Had thought to take a break from Overject, I really had. Bundled up 60 pages of it, handed them to my two most trusted readers, and I told me, This would be the time to take a breather, get some distance, reapproach in a little while with some new perspective.
What’s to tell? I just couldn’t get happy till I was back at it with the Sharpies.
So here I am, embarked on part II, and am at a perilous juncture, because I can’t just keep doing what I done, that would be dull and dumb, but my sense of what’s next and vital is dim as yet.
The danger – making it new, not out of a sense of fresh energy, but just for to be newfangled. Oldest tiredest play in the book. (Old as books themselves are, and maybe, I’m not sure, not much older.)
So this is where I maybe ask for help. (Oh my recent students, I know a few of you are reading, here’s your chance to have at it.) This morning I wrote out a homophonic translation of the lower half of folio 90V of the Exeter Book. Here’s what it looks like unaltered.
Same approach as I took in the first section of the ms. How to make it new? As I did the scripting I found me thinking about the place of violence in the text at hand. The violence of the patriarchal warrior culture it arose in. The violence time did to the work as it made its way from anciency to now. (Dude. Can you believe anciency really is a word?) The violence of my disruptive translation, me carrying on as if sound itself bore sense across intact.
Meanwhile asters in my back yard, recently in bloom, were blowing this way and that. On a whim I went and cut five or six and scattered the petals on my scanner. That image, overlaid on the first, got me this.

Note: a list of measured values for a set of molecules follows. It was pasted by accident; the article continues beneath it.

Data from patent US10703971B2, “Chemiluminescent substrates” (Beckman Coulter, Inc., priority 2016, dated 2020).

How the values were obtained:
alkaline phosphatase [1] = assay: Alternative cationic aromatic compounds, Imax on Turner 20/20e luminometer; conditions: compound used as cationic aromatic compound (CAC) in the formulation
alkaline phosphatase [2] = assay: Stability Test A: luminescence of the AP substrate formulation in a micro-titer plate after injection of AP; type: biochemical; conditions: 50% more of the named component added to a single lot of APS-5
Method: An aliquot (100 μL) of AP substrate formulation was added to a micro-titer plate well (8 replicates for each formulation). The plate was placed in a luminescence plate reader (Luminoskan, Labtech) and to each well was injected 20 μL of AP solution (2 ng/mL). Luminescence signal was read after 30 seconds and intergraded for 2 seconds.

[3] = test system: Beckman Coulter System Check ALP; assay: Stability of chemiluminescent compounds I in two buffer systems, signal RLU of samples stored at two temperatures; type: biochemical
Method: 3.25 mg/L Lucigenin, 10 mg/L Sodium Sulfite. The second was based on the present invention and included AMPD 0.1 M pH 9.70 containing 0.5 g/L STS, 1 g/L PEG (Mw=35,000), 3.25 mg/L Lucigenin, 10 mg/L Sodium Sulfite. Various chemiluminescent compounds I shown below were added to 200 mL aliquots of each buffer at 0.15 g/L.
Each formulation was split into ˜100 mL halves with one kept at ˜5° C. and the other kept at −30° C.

Asters, named for stars, whose fallen petals look like sword gashes. While the most common masculine case ending in Old English, -an, has become the work’s heroine, Anne.
I teach, by the way, a course called Poetics of Peace and War, because I’m very interested in this question, how acts that look destructive when brought to bear on language, may be nourishing when the results are offered to persons.
Also a redtailed hawk just perched in the pine tree outside my study window.
So the petals resisted the eye but lightly. I wanted for what reason I know not something more savage-taloned. So I tore it in pieces then laid the pieces down as shingles or come to think of it feathers. (“Complicate,” from plicare, fold, layer.)
I am in love BTW with scanner noise. I could eat a whole big bowl of it.
The last one I want to show you roughs the text up most – tears and asters it both. Roughs it up most, and is least considerate of your wish for a sensible meaning. And yet it’s the one I think I’m fondest of! Am I just a big meanie?
The ask for help part. What do you think? Do any of these move, please, tickle, amuse, intrigue you? Any sense what about them does? Send a comment, do!
If you’re curious, here’s the actual Old English text –
Forst sceal freosan fyr wudu meltan eorþe
growan is brycgian wæter helm wegan wundrū lucan
eorþan ciþas ansceal inbindan forstes fetre
fela meahtig god ∙ winter sceal geweorpan weder eft cu
man sumor swegle hat sund unstille deop d eada wæg
dyrne bið lengest holen sceal inæled ẏrfe gedæled deades
monnes dōm biþ selast ∙ Cyning sceal mid ceape cwene ge
bicgan bunum ⁊beagum bu sceolon ærest geofum gōd
wesan ∙ guð sceal ineorle wig geweaxan ⁊wif geþeon lof mid
hyre leodum leoht mod wesan rune healdan rum heort
beon mearum ⁊maþmum ∙ meodo rædenne forge sið
mægen symle æghwær eodor æþelinge ærest gegretan
(The ⁊ is a medieval &.) And here’s what normal people would call a translation –
Frost freezes, fire eats wood,
earth springs out, ice houses,
there’s one to snap frost’s fetters,
break seed earth, mighty God.
Winter turns, comes warm unstill
weather, summer skysound.
Deep dead ways are secret longest,
holly burning, cattle shared out.
Dead men’s laws are the best laws.
A king can buy a queen with cattle.
That they give lots away is the main thing.
War forces him
to be brave.
She grows dear
to her people, her shining mind
hoards whispers, her spacious heart
Moving among the company,
everywhere always, house throughout,
greeting her lord, she pours his cup first;
Now I can’t see the hawk but I can hear her high cries.